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MARSHALL AND THE MAHARAJAH, A SHORT HISTORY OF NEPALESE TOURISM


Perhaps the first Finnish tourist in the Himalayan Kingdom was Marshall Mannerheim.
Nepal was better known then as a kingdom in the clouds, almost inaccessible, and a paradise for big game hunters from Europe, guests of the British Empire visiting their Indian dominion. The Royal Bengal Tigers, the Great Indian One-horned Rhinoceros and the Wild Indian Bisons roamed free in the dense jungles of Southern Nepal. Emperors and kings, dukes and princes all have made their way to the Nepal Terai to shoot the tiger.

Marshall Mannerheim at his tiger shoot
 Perhaps this lure of adventure and romanticism brought Marshall Mannerheim for his first Nepal visit at the invitation of the British Resident in Nepal. But bigger things were still to come. After bagging his first Nepalese tiger Marshall Mannerheim made his way back to Southern India and visited Madras and Hyderabad. When he returned in February 1937 he was to visit Nepal as the personal guest of His Highness Maharaja Juddha Shumsher Jung Bahadur Rana, Prime Minister of Nepal.

The ruling Rana family had wrested state powers from weak dynastic rule of the Shah kings in the famous coup d'├ętat of 1847. Jung Bahadur Rana was the first Prime Minister to visit England at the invitation of Queen Victoria's court thus making a name for himself as a wily old fox who had outsmarted many bigger and more powerful Indian Maharajahs into getting this invitation. But he also firmly placed Nepal on the map as the supplier of British armies with Gurkha soldiers from the Nepalese hills and the host of many a diplomatic tiger shoot. Never again were the British to attack Nepal after the ill-fated war of 1814.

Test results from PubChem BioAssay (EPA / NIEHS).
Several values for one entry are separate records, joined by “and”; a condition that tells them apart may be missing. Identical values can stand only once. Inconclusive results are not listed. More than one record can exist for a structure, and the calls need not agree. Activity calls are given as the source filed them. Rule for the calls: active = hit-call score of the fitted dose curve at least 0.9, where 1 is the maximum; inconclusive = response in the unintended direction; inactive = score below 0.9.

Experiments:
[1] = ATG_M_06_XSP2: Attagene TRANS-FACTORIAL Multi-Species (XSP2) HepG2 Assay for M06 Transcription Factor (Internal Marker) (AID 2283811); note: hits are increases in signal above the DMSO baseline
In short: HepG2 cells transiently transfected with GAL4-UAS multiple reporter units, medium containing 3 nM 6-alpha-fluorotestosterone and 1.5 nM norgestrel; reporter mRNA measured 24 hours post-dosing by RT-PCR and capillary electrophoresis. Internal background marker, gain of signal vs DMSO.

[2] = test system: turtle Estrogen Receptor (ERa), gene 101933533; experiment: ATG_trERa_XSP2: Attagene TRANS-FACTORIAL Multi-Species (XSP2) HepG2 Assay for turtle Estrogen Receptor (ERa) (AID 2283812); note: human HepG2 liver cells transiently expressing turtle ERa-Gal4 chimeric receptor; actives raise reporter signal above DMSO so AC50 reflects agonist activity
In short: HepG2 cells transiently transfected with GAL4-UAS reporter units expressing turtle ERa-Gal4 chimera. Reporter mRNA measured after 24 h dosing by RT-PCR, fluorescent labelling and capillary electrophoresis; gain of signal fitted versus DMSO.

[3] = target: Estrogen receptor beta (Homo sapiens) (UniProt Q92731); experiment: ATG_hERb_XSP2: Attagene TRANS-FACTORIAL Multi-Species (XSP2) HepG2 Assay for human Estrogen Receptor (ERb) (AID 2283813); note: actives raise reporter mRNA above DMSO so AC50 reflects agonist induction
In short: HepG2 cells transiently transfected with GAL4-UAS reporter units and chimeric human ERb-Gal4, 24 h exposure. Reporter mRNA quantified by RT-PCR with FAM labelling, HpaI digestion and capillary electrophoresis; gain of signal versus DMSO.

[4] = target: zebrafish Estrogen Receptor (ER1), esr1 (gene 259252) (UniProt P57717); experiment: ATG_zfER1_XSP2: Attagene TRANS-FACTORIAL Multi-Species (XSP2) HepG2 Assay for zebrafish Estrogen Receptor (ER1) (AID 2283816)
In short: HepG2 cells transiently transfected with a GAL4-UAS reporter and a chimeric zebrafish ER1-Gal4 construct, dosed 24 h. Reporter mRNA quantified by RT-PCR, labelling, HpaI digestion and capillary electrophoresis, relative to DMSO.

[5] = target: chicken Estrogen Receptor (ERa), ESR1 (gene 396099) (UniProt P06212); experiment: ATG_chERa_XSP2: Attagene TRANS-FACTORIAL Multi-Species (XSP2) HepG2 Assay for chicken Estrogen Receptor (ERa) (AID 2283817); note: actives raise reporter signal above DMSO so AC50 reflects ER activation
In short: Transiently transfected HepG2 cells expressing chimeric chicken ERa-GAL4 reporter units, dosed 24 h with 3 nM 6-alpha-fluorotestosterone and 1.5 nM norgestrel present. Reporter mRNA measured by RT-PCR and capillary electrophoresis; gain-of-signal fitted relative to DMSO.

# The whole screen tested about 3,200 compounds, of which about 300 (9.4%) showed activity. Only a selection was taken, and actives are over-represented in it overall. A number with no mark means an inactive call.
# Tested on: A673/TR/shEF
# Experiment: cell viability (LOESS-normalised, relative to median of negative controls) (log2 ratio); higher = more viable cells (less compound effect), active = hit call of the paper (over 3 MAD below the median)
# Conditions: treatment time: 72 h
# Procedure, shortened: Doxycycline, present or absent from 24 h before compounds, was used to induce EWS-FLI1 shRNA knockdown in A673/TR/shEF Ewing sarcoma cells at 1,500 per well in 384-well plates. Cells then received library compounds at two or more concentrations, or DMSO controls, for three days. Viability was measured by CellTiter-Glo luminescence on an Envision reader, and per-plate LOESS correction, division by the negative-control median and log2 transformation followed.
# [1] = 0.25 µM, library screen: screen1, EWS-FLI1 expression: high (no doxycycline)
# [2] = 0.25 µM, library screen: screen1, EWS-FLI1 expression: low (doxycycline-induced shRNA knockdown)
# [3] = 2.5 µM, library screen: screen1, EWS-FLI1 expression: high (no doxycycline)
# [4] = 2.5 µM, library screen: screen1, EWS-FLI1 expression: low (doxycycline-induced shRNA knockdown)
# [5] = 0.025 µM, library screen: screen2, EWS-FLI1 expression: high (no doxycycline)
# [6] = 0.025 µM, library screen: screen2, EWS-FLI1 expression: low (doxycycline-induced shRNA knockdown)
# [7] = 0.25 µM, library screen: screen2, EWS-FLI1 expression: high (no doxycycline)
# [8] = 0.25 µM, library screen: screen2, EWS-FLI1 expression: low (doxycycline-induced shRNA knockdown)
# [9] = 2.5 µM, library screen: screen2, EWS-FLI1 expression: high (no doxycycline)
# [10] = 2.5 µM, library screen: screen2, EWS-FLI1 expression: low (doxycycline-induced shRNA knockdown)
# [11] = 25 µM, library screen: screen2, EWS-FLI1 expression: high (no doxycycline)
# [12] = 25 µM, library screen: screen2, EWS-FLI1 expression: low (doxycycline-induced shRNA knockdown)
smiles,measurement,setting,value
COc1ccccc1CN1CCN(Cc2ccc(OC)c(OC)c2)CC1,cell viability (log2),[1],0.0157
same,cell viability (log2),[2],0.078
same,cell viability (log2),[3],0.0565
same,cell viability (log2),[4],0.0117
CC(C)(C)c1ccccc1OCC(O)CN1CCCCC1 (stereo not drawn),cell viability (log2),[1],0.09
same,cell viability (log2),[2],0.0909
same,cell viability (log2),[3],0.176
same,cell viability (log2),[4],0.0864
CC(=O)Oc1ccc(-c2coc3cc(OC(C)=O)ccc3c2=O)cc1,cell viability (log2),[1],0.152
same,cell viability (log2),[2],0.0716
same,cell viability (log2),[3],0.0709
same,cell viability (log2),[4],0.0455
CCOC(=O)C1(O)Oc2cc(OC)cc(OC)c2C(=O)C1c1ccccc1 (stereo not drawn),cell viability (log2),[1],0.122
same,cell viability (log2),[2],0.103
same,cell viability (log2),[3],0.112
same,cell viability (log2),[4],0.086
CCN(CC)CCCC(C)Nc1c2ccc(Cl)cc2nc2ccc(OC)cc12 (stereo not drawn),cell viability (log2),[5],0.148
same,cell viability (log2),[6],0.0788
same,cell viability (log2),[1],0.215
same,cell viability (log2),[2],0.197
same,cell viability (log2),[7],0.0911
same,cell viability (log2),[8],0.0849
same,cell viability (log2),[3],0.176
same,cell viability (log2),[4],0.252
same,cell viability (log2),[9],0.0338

Mannerheim's note to Maharajah Juddha
Against this backdrop Marshall Mannerheim was feted at the camp in south Nepal by Maharajah Juddha, the hunting only part of the great game of statesmanship by which the Ranas preserved Nepalese sovereignty. Maharajah Juddha himself was a formidable hunter with over 200 tigers to his name. Marshall Mannerheim writes in his memoirs, " The day after my arrival, accompanied by Colonel Bailey (British Resident), I paid a visit to the Maharajah in his camp, to which a specially constructed road led. During the drive I saw an unforgettable sight – one hundred and eighty elephants advancing with their soft, silent gait on their way to surround more tigers. The Maharajah was accompanied by a thousand retainers and two hundred elephants, and his camp was like a city of tents and surrounded by a strong palisade." Marshall Mannerheim accomplished his goal of shooting his male tiger, 10 feet and seven inches in length, the biggest that was shot that year in Nepal. He also visited Kathmandu Valley at the invitation of the Maharajah.

Maharajah Juddha and Marshall Mannerheim

As managing director of Marco Polo Travels I have more modest means to encamp our trekkers in the mountains of Nepal. Many Finnish visitors have regaled in our hospitality in the many lodges dotting the Royal Chitwan National Park, what remains of the dense Terai jungles of days gone by. But the tigers are still there, and the rhinos. Each camp has a dozen elephant to take guests on safari. Shooting is allowed strictly with cameras. I like to feel that the great tradition of inviting visitors to Nepal is alive and well in the burgeoning tourism industry of Nepal. Only instead of my grandfather the Maharajah, I am the host!

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